Sarah Kernochan chalked up a notable record as she and Lynn Appelle won for the docu short subject “Thoth.” Kernochan is now two for two: She also won an Oscar for her only previous docu 29 years ago, the 1972 “Marjoe.”
“Rouge” and “Rings” accounted for a slew of winners from Australia and New Zealand. And there were a hefty number of first-time nominees who triumphed.
Accepting the Jean Hersholt Humanitarian Award, Arthur Hiller saluted his “unbelievably caring” parents, who helped those who needed someone “to stand up for their rights,” and thanked them as well as his wife and children. “It’s so embarrassing to receive an award for doing what you should be doing.”
Sidney Poitier and Robert Redford received honorary awards. Both are previous winners, Poitier as actor for the 1963 “Lilies of the Field” and Redford as helmer of 1980’s “Ordinary People.”
After receiving an 80-second standing ovation, Poitier praised “the courageous, unselfish choices made by visionary filmmakers” that allowed his ground-breaking career. He singled out Joseph Mankiewicz, Richard Brooks, Ralph Nelson, Darryl Zanuck, Stanley Kramer, the Mirisch brothers, Guy Green, Norman Jewison “and all others who had a hand in altering the odds.”
Redford, also greeted with a prolonged standing ovation, reminded the entertainment industry “to embrace the risks as well as the sure things … in keeping diversity alive, it will help keep our industry alive.”
The world is in a sea-change, he added, and we must hold onto “the freedom of expression that allows us as artists to tell a story in our own way.” He said it’s a right not to be taken lightly.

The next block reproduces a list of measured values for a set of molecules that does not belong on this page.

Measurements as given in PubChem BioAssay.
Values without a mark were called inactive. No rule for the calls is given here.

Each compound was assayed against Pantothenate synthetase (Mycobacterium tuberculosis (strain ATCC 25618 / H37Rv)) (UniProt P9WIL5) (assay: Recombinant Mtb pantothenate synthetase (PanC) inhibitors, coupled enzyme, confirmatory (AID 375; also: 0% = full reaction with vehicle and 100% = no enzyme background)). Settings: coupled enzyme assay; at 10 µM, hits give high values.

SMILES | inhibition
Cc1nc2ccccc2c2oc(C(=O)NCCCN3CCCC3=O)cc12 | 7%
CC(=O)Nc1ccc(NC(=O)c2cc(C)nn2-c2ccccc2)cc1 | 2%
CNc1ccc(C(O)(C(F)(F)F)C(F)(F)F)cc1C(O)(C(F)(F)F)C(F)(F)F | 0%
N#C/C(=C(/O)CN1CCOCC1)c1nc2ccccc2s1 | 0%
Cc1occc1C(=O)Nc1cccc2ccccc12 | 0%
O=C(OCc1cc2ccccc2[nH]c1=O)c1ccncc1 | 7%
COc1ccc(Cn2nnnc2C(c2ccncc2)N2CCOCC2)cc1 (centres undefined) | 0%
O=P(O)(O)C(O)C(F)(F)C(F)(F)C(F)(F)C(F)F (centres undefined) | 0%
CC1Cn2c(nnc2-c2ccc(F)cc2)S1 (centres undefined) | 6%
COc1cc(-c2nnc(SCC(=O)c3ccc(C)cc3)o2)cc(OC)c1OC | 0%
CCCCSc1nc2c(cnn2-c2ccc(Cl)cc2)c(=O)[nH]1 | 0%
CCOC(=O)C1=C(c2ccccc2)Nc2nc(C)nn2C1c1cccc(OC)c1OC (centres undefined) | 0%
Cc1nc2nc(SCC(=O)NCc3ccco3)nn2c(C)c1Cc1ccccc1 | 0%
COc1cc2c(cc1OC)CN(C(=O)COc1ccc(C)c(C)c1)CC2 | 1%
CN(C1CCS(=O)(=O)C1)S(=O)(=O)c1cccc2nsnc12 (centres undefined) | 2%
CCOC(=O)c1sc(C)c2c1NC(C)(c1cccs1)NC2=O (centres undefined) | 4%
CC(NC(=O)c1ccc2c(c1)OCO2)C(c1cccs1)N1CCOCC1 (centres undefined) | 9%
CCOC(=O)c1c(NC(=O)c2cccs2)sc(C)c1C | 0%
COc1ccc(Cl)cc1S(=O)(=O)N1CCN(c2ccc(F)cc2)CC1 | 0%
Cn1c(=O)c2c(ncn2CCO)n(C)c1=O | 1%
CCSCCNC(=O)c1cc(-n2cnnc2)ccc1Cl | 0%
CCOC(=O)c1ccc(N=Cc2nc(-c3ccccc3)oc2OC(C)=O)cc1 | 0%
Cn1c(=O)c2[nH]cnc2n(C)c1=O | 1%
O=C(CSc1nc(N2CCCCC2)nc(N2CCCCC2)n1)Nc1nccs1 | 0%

The Gordon E. Sawyer Award went to Edmund M. Di Giulio. Sci-tech awards were handed out March 2.
This year’s honoree roster again points up the fallacy that there are any “surefire” Oscar bellwethers.
For example, Broadbent and Connelly were win-less at the SAG Awards. Of the best-pic predictors, critics and the Producers Guild of America missed the boat. Only the Golden Globes got it right.
In terms of campaigning, everything was more intense this year, probably because the lack of a clear front-runner revved up the adrenaline of the nominees. There was mucho press and industry speculation about possible election factors: mudslinging among film candidates, Crowe’s outburst at the BAFTA awards, and the race issue in the acting categories.
Acad voters read about it and talked about it, but it’s quite possible that, despite the attention, the voters disregarded all the gossip and simply voted for the work that they thought was best.
This year, there were 5,739 voting members in 15 branches of the Academy of Motion Picture Arts & Sciences. The largest branch has 1,315 actors; the smallest boasts 110 documentarians.
The 74th annual awards were held at the new Kodak Theatre in the Hollywood & Highland complex, the first time Oscars have been held in Hollywood since the April 1960 event at the Pantages.
The kudocast was produced by Laura Ziskin and aired live in the U.S. on ABC.